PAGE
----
Thursday, December 20, 2007

Cool Technology of the Week

Over the past year, High Definition Television (HDTV) has gained market momentum and many households are eliminating the last generation of video technologies. The combination of LCD HDTV, digital camcorders, and computer-based video editing software is truly a cool technology.

Figuring out what to buy is challenging. My household has a Sharp Aquos 46" LCD television (2006), a Sony DCR-HC40 MiniDV Camcorder (2005), and an iMac 20" running iMovie (2007)

If you are buying a suite of tools today, here are my recommendations:

HDTV - you want well-defined blacks, a wide viewing angle, and 1080p resolution. I recommend the Sharp Aquos or Sony Bravia that fits your wall and your budget.

Camcorder - you want one that can work easily with computer-based editing tools such as Apple's iMovie or Final Cut Pro. Camcorder options include standard definition (SD) verses high definition (HD) video, recording to tape using MiniDV, recording to hard disk, and recording to DVD. In the under $1000 category, I recommend:

Standard definition
Panasonic PV-GS500 3-CCD Mini DV Camcorder
- $699.
This camera is the smallest form-factor 3-CCD camera that I've seen. With 3 CCDs, you will get a comparable image to that of a pro-sumer camera at the cost, size, and ease-of-use of a consumer model. Just like photography, you can have the highest megapixel camera available, but if the optics are sub-standard you're just getting a hi-res capture of a poor image.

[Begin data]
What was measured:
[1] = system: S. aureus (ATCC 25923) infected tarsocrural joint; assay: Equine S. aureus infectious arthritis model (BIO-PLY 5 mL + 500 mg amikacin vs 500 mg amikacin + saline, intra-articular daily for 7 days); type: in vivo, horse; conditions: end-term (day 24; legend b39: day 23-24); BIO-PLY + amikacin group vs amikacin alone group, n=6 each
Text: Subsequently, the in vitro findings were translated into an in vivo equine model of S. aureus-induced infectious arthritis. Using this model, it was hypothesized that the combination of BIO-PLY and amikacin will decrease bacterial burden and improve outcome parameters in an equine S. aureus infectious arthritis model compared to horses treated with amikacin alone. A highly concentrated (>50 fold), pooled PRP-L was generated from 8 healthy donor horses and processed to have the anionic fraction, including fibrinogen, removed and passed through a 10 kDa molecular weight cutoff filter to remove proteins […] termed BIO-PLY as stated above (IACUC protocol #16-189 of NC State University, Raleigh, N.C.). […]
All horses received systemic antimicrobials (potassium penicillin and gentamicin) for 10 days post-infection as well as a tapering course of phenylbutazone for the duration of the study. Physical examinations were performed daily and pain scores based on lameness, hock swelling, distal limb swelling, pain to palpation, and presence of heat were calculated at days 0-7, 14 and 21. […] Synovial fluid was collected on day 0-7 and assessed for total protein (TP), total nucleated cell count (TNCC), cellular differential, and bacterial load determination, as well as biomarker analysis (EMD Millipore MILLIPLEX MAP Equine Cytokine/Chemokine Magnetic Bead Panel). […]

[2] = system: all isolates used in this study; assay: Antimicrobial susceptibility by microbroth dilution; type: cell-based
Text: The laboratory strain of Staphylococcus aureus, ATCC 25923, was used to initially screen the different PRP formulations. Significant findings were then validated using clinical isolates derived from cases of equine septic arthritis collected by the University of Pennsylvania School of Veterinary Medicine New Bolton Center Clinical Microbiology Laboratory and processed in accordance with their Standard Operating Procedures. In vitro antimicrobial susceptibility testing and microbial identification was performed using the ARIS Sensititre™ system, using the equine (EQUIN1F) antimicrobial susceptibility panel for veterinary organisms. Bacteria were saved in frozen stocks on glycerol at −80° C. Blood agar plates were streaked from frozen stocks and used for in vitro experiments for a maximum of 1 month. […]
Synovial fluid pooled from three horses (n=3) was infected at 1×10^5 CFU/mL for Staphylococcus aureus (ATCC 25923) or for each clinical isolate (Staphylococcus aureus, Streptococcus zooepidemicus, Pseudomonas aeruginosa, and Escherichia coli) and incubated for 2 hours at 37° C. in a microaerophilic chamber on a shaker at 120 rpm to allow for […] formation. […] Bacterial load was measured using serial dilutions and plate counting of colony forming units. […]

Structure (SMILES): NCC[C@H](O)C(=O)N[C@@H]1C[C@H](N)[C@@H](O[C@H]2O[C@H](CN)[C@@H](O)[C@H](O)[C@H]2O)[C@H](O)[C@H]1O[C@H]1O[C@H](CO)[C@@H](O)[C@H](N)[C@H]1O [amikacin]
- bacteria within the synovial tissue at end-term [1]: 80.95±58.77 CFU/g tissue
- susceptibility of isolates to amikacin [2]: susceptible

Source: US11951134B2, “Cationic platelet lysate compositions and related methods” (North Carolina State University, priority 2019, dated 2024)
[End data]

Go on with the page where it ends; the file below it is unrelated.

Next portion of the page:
High definition
Canon HV20 HDV Camcorder
- $749.
This looks like the best tape-based HD camcorder on the market. I personally prefer digital tape for the reliability of the footage. The HV20 can shoot in 4:3 or 16:9 mode (4:3 is a slightly higher resolution) and captures in full 1080p (1920 x 1080). iMovie can import and edit high definition video and still output to standard video DVD, making the technology future and backward compatible. There is no additional overhead to high definition other than slightly larger files during the editing stage.

Both of these cameras use the IEEE1394 cable standard so iMovie can control them without issue. The baseline requirements for utilizing iMovie for video capture is that video compression needs to be DV for standard definition format and HDV for high definition format, and use IEEE1394/iLink (Firewire Protocols) for capture.

Computer - the latest iMac's with OS X Leopard are amazing multimedia machines, equipped with all the tools you need to create professionally edited movies. My 14 year old daughter just completed a movie for school using our Sony camcorder, an IEEE1394 cable, and iMovie. The results were stunning. Here is a great page from Apple with the details about using Camcorders with Macs.

Thanks to David Bozzi at Harvard Medical School for help with this research.